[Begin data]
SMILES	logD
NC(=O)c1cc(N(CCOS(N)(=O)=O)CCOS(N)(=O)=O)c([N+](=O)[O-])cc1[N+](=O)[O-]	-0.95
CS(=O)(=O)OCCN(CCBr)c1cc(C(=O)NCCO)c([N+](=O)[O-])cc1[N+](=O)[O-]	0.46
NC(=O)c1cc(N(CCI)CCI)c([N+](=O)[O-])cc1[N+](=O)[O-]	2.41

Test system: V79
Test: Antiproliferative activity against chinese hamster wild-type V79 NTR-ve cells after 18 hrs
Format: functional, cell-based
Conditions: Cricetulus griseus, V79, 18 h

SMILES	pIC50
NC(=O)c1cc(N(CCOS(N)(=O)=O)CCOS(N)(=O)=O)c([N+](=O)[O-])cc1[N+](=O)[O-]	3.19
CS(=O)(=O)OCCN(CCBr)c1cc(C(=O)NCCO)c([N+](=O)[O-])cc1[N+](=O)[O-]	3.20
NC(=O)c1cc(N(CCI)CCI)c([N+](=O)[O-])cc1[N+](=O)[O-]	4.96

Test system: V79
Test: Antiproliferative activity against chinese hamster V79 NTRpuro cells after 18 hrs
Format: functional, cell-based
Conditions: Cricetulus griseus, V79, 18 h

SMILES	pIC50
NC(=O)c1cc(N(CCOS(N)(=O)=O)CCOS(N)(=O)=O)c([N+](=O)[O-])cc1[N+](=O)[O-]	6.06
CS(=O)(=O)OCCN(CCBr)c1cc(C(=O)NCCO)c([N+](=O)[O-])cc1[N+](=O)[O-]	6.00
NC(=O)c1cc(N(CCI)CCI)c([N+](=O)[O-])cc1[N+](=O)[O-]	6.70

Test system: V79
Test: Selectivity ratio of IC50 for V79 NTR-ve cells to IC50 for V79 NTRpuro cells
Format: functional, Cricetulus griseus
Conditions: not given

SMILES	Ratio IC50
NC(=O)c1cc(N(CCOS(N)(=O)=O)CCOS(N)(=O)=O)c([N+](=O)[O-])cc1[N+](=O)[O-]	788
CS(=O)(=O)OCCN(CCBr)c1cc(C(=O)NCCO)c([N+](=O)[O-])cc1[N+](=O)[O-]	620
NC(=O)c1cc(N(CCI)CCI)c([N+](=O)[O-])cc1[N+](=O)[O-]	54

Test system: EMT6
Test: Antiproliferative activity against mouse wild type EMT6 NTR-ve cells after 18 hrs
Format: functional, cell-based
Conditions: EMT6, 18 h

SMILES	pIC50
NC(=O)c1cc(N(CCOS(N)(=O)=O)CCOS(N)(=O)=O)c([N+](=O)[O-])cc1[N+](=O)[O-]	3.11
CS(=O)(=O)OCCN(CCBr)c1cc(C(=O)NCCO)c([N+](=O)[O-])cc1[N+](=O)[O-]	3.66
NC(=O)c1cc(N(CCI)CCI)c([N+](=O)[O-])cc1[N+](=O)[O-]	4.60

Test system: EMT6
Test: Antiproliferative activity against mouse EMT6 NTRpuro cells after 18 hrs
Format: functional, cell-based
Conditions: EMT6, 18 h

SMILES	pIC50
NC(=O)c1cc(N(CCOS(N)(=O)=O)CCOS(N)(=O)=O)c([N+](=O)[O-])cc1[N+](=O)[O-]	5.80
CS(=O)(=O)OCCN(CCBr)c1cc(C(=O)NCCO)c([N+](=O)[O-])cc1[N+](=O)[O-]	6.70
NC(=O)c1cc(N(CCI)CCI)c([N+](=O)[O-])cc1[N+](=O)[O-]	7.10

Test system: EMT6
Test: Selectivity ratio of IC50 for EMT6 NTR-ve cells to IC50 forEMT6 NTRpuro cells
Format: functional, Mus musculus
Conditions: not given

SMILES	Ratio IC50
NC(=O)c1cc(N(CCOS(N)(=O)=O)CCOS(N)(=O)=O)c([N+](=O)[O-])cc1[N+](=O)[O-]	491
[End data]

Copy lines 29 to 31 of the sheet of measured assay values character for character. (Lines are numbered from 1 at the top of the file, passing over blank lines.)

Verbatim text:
Test system: EMT6
Test: Antiproliferative activity against mouse wild type EMT6 NTR-ve cells after 18 hrs
Format: functional, cell-based